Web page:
By Slava Tsukerman
(Editor’s note: Alexei Navalny has been released from prison pending his appeal.)
On Thursday July 18 Russia’s leading opposition figure lawyer and blogger, candidate for the position of the mayor of Moscow, Alexei Navalny was sentenced to five years.
Here is New York Times coverage of the event.
NBC News report adds some more interesting details.
On the same evening in Moscow, St. Petersburg and many other cities, citizens took to the streets and squares to protest against the verdict. According to the official reports the police estimated the crowd in the centre of Moscow at 2,000, while some reporters said that the real police estimate was upward of 20,000.
“Enough repressions!” “Enough fake trials!”
“Down with Tsar!”
Here is how some known Russians comment the event:
Cyril Rogov, journalist
“Finding Navalny guilty in court in Kirov is a direct falsification of justice, carried out by political order. There was no evidence of any crime presented; it does not exist. The judge Blinov ignored almost all the facts, which were revealed during the trial.
The sole purpose of falsification of court decisions is to prevent political activity of Navalny and punish him for his activities in the past.”
Sergei Guriev, a prominent Russian economist who recently fled to France, fearing his own political prosecution.
“The judge Blinov issued a verdict that falls under Art. 305 Part 2 (3 to 10) : The imposition of knowingly unjust verdict or decision. He didn’t do it only for himself.”
Maria Gaidar, a politician, daughter of Yegor Gaidar, Prime Minister of Russia from 15 June 1992 to 14 December 1992, the main engineer behind economical perestroika.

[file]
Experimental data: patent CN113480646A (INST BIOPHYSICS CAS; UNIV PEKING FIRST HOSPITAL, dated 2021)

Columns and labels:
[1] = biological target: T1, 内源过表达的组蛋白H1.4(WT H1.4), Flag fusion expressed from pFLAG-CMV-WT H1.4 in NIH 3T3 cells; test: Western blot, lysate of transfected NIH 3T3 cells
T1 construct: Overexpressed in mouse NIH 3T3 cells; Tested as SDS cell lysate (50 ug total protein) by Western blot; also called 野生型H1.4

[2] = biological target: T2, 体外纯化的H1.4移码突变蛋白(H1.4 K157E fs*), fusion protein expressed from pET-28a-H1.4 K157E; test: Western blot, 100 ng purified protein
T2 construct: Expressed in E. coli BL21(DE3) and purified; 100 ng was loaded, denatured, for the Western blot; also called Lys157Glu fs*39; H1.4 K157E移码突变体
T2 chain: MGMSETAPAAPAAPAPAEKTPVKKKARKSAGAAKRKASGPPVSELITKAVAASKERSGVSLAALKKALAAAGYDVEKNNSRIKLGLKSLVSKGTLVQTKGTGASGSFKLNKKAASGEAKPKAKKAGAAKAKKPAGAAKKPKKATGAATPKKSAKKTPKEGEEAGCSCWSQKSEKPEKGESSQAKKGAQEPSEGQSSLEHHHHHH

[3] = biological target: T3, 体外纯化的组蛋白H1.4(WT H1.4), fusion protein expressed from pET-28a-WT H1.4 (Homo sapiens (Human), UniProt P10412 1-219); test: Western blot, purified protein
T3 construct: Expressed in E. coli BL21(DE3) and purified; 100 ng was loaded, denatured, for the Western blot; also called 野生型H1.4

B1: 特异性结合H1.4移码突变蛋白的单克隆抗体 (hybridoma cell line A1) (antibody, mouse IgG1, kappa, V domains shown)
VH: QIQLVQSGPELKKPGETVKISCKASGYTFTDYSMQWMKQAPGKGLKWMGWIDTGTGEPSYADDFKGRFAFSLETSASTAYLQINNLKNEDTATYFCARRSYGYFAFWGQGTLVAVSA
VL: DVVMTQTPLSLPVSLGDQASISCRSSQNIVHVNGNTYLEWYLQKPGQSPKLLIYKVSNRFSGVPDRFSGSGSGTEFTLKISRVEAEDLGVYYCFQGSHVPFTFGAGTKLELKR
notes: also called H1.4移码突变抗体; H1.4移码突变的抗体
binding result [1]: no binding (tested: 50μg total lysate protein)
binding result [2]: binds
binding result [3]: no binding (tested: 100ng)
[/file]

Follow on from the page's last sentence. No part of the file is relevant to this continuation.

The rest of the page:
“Alexei went to prison for us, all I can do for him now is to go to street and express my support.”
Stanislav Belkovsky, political scientist.
“From this moment, the processes which I have called ‘Perestroika-2’, become irreversible. The active part of Russian society has not come to terms with contemporary political power, hope is lost, and this means the repetition of processes that shook the Soviet Union in the late 80s of the last century.”
Maxim Shevchenko is the most anti–American, anti–western and anti–democratic journalist of Russia. Even he doesn’t approve the verdict to Navalny.
“If we had trusted our courts, we would have said to protesters: the theft by Navalny was proven, go prove opposite. But since we do not trust them, I think this verdict was politically motivated. Putting Navalny into jail is putting him into the most important university in his life, sending him to study political power. He will go out of prison as a complete leader of the protest movement. I think he was put into jail by the group of the government functionaries that does not understand this, or just deliberately promotes Navalny as a politician of the future.”
Oleg Kozyrev, a journalist, political activist.
“The sentence given Navalny has already changed the attitude of people towards their country and its future and is going to change it even more. Whatever happens to Navalny, I’m sure now the political power will get a million of new Navalnys.”